1. “An Apostle.” This word, used in its strict etymological sense, means, one sent. It also signifies, one sent by God, either in a general way, or on some special mission (2 Corinthians, 8:23; Philippians, 2:25). It signifies the highest office in the Church, and denotes the supreme mission specially given and confined to the Twelve and St. Paul.—(Ephesians, 4:12; 1 Corinthians, 12:28). In order to be an Apostle in this latter, and most exalted, sense, it is required—Firstly, to have seen our Lord in person, (1 Corinthians, 9:1; Acts, 1:21); secondly, to be immediately chosen and sent by God, as appears from this verse, “not of men,” &c., or, immediate mission; thirdly, universal authority to teach, to bind and loose, to establish churches and propagate the ministry; fourthly, the power of miracles, this being necessary to beget “reasonable service” in their hearers; and hence, the Apostles in preaching, exhibited the seal of a Divine mission, and exercised the power of working miracles, speaking unknown tongues, &c.; fifthly, personal infallibility. The third condition was to be exercised with due subjection to the supreme jurisdiction of St. Peter. These qualities were extraordinary and personal in the other Apostles, given to them as legates, whose office, as such, ceased with themselves; and hence, was not transmitted to their successors, the bishops. But St. Peter’s was not only the extraordinary Apostolic commission granted him in common with the others, as Divine legate, in which respect his apostolic power would not be transmissible, but also the ordinary commission given him, and him alone, as Pastor, “pasce oves meas,” &c.; and this real, as well as personal, quality was transmitted to his successors in the holy Roman See, which is, therefore, the Apostolic See, in which the plenitude of Peter’s power resides, and which alone can claim the privileges conferred on the Apostles—(Vide Passaglia de Ecelesia, Liber iii.) “Not of men,” i.e., not immediately by human authority. “Neither by man,” i.e., nor mediately sent by God through human delegation. The words, “not of men, neither by man,” ουκ ἀπʼ ἀνθρωπων ουδε δἰ ανθρωπων, may also mean, not by any body of men collectively, viz., the Apostolic College, nor by any single man among them, “but by Jesus Christ,” &c. The Apostle, after showing that he was not sent either by man, or by God through the intervention of any man or body of men, now shows by whom he was immediately commissioned, viz., Jesus Christ himself, after rising from the dead and in his glorified state. That St. Paul was immediately chosen to be an Apostle, and sent by God, we know also from other passages of the New Testament, Acts, 22:14, 15; Gal. 1:15, 16; Acts, 9:4, 8, 15; Acts, 22:21, &c. “Who raised him from the dead.” The Apostle, in his Epistles, frequently refers to Christ’s Resurrection, as being the foundation of our faith, and the consummation of the glory of his humanity. It may be asked, was not St. Paul sent by man; for (Acts, 13), we read of hands having been imposed on him by the Pastors of the Church? RESP.—Paul and Barnabas were not constituted Apostles on that occasion; all that then occurred was, that after prayer and fasting, hands being imposed upon them, they were sent to preach the gospel, to which they were before “taken” or appointed by the Holy Ghost; as Peter and John were sent by the College of the Apostles to the Samaritans, although long before elected as Apostles by our Lord; and that Paul and Barnabas were on this occasion sent by the Holy Ghost, appears quite evident from chap. 13:4. Before the period referred to, St. Paul exercised the functions of Apostle. Immediately after his baptism, he proceeded to Arabia, and preached in quality of Apostle, as sent by Christ himself. The imposition of hands at Antioch (Acts, 13.)—what, then, did it mean? It was probably, intended to show the communion of pastors and the unity of ministry in the Church, and to ratify, by some external ceremony, the mission divinely conferred on them, it might also have the effect of conferring additional grace; but, St. Paul was an Apostle before it.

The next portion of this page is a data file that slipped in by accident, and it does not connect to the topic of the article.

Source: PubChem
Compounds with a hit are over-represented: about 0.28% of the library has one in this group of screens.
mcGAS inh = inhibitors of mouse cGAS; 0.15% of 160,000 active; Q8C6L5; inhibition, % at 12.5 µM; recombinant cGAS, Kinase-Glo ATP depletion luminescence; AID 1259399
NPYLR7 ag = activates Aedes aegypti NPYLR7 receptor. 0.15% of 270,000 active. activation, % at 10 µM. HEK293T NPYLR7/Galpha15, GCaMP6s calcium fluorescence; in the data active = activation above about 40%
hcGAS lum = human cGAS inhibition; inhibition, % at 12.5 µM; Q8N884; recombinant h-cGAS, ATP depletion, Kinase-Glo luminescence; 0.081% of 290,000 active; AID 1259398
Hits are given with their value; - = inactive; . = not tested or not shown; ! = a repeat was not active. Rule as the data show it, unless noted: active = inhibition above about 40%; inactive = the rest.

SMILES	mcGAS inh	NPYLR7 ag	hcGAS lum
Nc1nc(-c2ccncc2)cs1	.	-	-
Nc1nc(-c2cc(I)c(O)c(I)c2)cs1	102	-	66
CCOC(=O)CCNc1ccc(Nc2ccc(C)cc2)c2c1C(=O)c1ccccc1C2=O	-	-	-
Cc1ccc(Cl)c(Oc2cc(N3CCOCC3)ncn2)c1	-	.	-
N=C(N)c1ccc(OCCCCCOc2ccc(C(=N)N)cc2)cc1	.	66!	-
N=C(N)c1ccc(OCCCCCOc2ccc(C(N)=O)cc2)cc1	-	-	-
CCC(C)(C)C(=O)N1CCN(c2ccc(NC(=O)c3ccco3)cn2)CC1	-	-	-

2. “To the churches of Galatia.” There were several churches in the Province, for which this Epistle was probably intended as a circular. The omission of the usual titles of honour and affection, such as, “Church of God,” or Saints, &c., was probably intentional, owing to the error of the Galatians.